It was an entertaining gold medal match to conclude the women’s Olympic soccer tournament on Friday at the famed Maracanã in Rio de Janeiro. Germany and Sweden showcased expansive, free-flowing soccer over 90 minutes and it was the Germans, backed by a pair of second-half goals, who took home their first gold medal in women’s soccer with a 2-1 victory.
The form of both sides could not be any more contrasting leading up to this match. Germany, despite falling to Canada in their final group-stage match, had scored the most goals in the tournament with 12. Sweden, on the other hand, scored one goal in their previous three matches and relied on disciplined and organized defense in the quarterfinal and semifinal rounds in addition to winning a pair of penalty kick shootouts.
There were other subplots in the final as well. Friday’s match was Silvia Neid’s last game in charge of the German team, a post she has held since 2005 and in which she led her team to a 2007 World Cup title, 2008 bronze medal, and the last two 2009 and 2013 European Championships. This was also the first major final featuring two female head coaches since the 2003 World Cup when Sweden was led by Marika Domanski-Lyfors and Germany was led by Tina Theune. And finally, it was a chance for Sweden’s head coach Pia Sundhage to win her third consecutive Olympic title after guiding the United States to gold medal finishes in Beijing 2008 and London 2012.
It was a back-and-forth first half with chances coming fast and furious. Sweden deployed a slightly more attacking look in the opening few minutes than its previous matches. They nearly scored the opener in the 10th minute when Olivia Schough couldn’t find the right connection on the low cross.
After weathering the first few minutes, Germany organized its back four and used a high defensive line to cause several Swedish forwards to venture offside. With Sweden committing more bodies forward, Germany used the pace of their outside backs to their advantage
The first scoring chance came in the 20th minute when Melanie Leupolz got a head on Tabea Kemme’s cross but skied her header. Leonie Maier let one fly from well outside the box five minutes later and Sweden’s goalkeeper Hedvig Lindahl left a loose rebound in front of the goalmouth but Anja Mittag, who couldn’t find her scoring touch this tournament, sliced the chance wide and let Sweden off the hook.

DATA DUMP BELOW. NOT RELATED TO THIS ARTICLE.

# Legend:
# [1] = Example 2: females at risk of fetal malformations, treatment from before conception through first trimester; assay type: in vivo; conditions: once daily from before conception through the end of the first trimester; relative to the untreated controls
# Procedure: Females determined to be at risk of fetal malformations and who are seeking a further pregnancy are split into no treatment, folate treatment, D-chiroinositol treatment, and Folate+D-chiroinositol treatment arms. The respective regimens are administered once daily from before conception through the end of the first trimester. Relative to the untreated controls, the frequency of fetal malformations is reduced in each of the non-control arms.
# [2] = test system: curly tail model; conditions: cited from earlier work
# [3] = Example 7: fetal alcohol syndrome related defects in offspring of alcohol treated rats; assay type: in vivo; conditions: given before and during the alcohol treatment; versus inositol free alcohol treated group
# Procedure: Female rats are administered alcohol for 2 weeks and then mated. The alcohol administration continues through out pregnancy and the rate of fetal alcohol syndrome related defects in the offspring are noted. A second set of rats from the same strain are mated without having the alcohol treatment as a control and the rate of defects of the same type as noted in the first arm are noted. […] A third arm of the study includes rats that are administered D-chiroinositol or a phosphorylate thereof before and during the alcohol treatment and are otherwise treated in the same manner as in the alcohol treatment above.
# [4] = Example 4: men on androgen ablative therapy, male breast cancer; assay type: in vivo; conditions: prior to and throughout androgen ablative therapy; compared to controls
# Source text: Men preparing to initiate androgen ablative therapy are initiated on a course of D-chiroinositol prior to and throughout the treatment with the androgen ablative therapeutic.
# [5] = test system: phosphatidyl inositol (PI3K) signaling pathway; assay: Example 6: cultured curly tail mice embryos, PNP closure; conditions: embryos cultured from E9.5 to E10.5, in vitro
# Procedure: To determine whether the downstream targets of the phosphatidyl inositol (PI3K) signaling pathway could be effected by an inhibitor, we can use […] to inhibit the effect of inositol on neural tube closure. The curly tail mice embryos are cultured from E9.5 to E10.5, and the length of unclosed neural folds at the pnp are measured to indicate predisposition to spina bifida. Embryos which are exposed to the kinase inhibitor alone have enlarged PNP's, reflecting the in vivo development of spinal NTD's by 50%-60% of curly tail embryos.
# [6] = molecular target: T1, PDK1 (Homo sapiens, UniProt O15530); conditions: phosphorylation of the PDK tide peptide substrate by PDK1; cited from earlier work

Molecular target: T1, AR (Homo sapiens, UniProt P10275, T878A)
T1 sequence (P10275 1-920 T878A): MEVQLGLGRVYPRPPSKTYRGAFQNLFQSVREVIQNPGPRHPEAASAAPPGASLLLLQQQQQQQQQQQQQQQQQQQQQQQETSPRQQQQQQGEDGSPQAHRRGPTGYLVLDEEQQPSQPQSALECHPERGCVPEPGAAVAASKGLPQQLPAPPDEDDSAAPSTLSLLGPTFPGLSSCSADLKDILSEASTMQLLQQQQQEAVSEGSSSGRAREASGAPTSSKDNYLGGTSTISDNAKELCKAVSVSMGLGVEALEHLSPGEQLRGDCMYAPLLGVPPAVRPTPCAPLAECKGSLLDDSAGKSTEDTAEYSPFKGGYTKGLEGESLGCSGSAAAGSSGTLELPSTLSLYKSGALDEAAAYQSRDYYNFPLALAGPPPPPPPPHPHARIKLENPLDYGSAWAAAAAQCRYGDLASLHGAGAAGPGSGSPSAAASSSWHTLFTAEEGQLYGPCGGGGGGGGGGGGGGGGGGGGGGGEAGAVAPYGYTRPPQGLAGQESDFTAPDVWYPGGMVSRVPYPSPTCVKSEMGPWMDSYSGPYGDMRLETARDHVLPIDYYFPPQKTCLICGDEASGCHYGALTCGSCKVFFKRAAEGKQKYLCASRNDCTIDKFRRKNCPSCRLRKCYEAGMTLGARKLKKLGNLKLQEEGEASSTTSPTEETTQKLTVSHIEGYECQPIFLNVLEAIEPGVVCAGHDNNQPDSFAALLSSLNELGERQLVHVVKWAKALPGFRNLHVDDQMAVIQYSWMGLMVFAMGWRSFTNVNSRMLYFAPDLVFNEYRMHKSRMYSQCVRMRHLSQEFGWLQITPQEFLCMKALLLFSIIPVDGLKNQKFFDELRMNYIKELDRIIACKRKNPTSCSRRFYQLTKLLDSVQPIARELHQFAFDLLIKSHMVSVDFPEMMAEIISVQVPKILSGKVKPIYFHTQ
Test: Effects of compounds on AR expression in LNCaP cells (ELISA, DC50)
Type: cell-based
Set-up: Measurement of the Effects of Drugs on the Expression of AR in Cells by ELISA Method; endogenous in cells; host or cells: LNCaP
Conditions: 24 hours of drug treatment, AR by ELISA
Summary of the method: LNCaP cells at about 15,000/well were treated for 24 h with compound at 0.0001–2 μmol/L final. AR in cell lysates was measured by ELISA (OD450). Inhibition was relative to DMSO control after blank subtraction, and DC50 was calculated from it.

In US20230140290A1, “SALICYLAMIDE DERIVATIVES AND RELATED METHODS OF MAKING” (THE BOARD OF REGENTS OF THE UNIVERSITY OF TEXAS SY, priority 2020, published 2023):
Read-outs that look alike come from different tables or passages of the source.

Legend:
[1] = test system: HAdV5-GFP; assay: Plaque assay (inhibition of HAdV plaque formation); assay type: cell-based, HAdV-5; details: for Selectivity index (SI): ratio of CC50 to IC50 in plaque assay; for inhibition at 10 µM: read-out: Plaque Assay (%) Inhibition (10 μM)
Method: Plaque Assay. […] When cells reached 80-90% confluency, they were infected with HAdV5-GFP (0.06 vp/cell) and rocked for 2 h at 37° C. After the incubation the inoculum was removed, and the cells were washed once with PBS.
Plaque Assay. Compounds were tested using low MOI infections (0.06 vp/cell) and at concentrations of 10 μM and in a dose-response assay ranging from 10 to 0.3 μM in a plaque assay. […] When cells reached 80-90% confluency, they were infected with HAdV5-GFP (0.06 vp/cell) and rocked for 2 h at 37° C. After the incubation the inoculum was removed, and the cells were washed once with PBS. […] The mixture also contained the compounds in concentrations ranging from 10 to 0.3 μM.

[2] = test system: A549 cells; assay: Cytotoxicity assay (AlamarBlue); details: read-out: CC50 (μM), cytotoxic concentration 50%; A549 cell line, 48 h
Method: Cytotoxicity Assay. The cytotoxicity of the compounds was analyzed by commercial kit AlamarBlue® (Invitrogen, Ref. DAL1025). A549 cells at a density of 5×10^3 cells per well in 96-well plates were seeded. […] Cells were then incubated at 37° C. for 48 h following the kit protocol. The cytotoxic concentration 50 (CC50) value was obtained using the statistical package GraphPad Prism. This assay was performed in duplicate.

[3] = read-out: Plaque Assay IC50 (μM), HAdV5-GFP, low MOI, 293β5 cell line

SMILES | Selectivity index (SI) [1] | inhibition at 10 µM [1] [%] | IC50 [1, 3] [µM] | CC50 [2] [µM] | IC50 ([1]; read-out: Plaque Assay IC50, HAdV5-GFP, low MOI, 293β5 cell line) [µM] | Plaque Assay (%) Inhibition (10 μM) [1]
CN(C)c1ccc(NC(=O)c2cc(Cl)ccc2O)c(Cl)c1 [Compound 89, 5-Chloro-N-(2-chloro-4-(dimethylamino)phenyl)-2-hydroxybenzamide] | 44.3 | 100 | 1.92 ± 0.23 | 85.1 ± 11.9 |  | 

After a scoreless first 45 minutes, Germany grabbed the lead three minutes into the second half. Dzsenifer Marozsán had a rather quiet tournament until the final and rarely created chances directed at goal. But she found a cross from the right flank deflect in her direction at the top of the 18 and after a composed touch, curled her effort into the upper corner past Lindahl.
Germany doubled their advantage in the 62nd minute after Linda Sembrant sliced a clearance into her own net after Marozsán’s free kick hit the post.
Sweden didn’t let the own goal deter them, however, as they cut the deficit in half five minutes later. On a swift counter attack, second-half substitute Stina Blackstenius got in behind the German defense and connected on Schough’s driven cross to slot it past Almuth Schult.
The match opened up on both ends as Sweden started to press for an equalizer. With Sweden pressing and not getting too many chances on target, it allowed Germany to hit on the counter attack and both Alexandra Popp and Leupolz nearly converted on good scoring chances.
Sweden had one last glorious goal scoring chance in the 87th minute as Lotta Schelin got herself free down the left flank and hit a centering ball to Caroline Seger. The Swedish captain could only connect on the second effort after missing the first, which gave the defense enough time to charge down the shot and clear it away.
Jubilation came at the final whistle for the Germans, who finished off the tournament with 14 goals and saw Melanie Behringer lead all scorers with five tallies. Offense ruled the day as the victors poured in 24 shots with 10 on target and had numerous set-piece opportunities as well. Sweden had their chances as well with nine corner kicks but just couldn’t find the final end product over the last few minutes. The Swedes with a silver medal, their best finish at the Olympics in women’s soccer.
The result gives Neid her fourth major title and sees her coaching career come to a conclusion. She will occupy a scouting position within the German women’s program and leaves her post with the most wins in team history, winning 125 of a possible 169 matches and drawing another 22 for a 74% winning percentage.
And after five Olympic appearances and three bronze medals, Germany earned its first gold medal in women’s soccer.